Hume, of course, really was an ironist; in my distant youth I even read an entire”€”though slim”€”volume on his irony. But what is meant ironically is often one day taken literally and, ironically, most book burning is to promote sophistry and illusion rather to combat them.

One learns from reading these old, unconsidered, and forgotten books that our current problems and anxieties are not quite as new or unprecedented as we are inclined to think that they are. Brown, writing of both Communist and Nazi propaganda, says:

The mass-myth fascinates a fatigued or baffled or frustrated people; it demands no critical power…it is easy and it flatters. It puts a splash of colour into the citizen’s life if he can imagine himself as the instrument of a Mighty and Magnanimous Force…. Besides, he soon sees that, if he plays his game shrewdly, he can become one of the chosen, the party, the brotherhood, the shock troop, in short a gangster in a community where rights have been abolished…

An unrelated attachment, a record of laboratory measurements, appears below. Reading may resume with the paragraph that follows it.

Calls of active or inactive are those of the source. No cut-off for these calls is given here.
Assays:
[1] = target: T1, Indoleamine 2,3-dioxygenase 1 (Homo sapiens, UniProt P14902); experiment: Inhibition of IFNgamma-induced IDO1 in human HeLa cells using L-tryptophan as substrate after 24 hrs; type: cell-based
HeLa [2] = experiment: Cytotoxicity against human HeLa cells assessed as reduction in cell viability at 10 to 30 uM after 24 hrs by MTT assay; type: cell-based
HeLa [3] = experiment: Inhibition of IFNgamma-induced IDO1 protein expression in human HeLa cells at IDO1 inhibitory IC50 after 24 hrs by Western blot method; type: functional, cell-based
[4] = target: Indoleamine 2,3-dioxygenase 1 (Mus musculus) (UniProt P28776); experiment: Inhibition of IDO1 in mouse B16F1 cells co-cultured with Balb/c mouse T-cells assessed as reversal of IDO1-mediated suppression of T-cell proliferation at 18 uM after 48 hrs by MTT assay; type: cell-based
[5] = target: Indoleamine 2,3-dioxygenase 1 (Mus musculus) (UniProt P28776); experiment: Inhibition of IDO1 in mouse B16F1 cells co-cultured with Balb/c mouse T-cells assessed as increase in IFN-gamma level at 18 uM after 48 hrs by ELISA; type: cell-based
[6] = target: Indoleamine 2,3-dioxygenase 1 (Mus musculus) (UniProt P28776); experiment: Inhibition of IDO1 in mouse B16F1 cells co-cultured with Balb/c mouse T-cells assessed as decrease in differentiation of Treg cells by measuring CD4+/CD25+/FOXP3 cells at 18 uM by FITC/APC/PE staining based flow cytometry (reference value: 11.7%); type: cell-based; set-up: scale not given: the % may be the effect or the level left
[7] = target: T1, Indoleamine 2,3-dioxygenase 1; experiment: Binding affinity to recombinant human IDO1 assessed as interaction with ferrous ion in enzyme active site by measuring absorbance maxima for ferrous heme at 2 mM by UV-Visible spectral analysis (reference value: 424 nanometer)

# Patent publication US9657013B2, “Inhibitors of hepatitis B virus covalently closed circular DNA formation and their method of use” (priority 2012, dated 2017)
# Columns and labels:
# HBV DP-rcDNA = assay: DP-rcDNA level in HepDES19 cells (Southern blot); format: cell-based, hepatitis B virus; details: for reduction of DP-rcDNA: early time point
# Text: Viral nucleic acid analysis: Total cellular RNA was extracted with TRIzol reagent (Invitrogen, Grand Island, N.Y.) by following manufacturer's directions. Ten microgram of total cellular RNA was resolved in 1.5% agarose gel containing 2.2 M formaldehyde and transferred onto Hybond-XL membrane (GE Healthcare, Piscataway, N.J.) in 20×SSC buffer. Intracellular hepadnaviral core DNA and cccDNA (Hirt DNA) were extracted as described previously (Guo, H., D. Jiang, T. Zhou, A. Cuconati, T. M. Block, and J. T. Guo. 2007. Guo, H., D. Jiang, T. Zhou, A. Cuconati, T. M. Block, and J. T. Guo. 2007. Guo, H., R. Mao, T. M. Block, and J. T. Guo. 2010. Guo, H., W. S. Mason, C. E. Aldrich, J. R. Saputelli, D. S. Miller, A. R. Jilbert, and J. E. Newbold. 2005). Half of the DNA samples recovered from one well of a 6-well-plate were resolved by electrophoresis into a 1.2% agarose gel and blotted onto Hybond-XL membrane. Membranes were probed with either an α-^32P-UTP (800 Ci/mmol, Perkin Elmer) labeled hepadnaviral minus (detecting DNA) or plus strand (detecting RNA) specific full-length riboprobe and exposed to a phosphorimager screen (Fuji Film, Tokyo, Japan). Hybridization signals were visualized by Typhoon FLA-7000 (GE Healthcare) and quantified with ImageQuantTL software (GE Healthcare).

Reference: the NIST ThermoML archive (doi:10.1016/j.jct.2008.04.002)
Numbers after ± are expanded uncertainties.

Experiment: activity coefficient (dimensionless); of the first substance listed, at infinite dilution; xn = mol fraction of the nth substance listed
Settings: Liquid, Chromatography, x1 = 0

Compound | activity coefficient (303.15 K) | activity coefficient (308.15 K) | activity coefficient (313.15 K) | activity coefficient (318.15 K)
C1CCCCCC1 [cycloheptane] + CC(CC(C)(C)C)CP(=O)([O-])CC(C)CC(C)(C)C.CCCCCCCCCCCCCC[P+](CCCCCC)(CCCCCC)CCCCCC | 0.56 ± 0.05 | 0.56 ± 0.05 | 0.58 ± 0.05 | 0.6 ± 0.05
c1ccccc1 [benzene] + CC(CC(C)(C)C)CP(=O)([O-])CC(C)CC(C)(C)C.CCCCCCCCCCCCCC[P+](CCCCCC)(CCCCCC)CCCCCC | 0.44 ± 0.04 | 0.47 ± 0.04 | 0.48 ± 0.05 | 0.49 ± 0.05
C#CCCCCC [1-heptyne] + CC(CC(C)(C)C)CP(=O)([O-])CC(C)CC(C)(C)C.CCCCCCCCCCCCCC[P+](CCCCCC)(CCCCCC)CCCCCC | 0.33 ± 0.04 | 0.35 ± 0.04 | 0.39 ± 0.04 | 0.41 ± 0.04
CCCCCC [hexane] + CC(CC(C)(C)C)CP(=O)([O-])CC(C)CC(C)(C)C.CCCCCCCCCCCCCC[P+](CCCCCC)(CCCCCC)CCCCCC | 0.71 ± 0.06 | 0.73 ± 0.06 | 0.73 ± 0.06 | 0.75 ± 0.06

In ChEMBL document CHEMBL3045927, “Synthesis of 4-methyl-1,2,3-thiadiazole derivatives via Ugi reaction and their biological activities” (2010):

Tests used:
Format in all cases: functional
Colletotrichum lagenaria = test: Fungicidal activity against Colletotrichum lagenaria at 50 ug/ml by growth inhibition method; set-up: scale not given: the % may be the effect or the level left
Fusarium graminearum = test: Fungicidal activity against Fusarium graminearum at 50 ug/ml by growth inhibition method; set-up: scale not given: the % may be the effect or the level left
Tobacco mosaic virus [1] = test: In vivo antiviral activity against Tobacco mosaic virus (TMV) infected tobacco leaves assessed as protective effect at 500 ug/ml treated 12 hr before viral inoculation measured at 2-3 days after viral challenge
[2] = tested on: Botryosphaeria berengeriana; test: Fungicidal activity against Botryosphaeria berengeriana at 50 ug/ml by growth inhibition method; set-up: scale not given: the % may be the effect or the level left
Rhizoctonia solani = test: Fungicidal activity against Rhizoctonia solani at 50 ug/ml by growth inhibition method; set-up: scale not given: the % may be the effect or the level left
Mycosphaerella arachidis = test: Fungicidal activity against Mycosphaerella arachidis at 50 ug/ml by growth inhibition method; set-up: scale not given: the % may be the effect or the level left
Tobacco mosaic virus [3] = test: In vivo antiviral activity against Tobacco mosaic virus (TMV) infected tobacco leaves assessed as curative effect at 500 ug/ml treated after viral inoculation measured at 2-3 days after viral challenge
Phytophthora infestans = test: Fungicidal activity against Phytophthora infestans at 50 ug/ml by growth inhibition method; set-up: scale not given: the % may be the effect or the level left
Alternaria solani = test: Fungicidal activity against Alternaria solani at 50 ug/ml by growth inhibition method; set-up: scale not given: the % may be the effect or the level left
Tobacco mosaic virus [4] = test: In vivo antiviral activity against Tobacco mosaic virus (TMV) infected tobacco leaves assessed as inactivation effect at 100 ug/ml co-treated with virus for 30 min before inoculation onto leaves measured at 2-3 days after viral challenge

Who, reading this, does not think of the attractions of Islamism, the latest totalitarian ideology? Those who rush off to join ISIS have often led lives of moderate dissoluteness before they become puritanical assassins. Brown tells us:

Sin is a fine word. It hits the ear like a clap of thunder. It gives the ordinary man, who plods along in the routine of work and habit, something of a kick to be told he is a miserable sinner. He begins to feel important…it excites the student to learn that he is a Miserable Sinner and that a shock-troop of Life-changing Evangelists are fighting for his immortal soul.

 
Self-importance: That is Man’s recurring problem.



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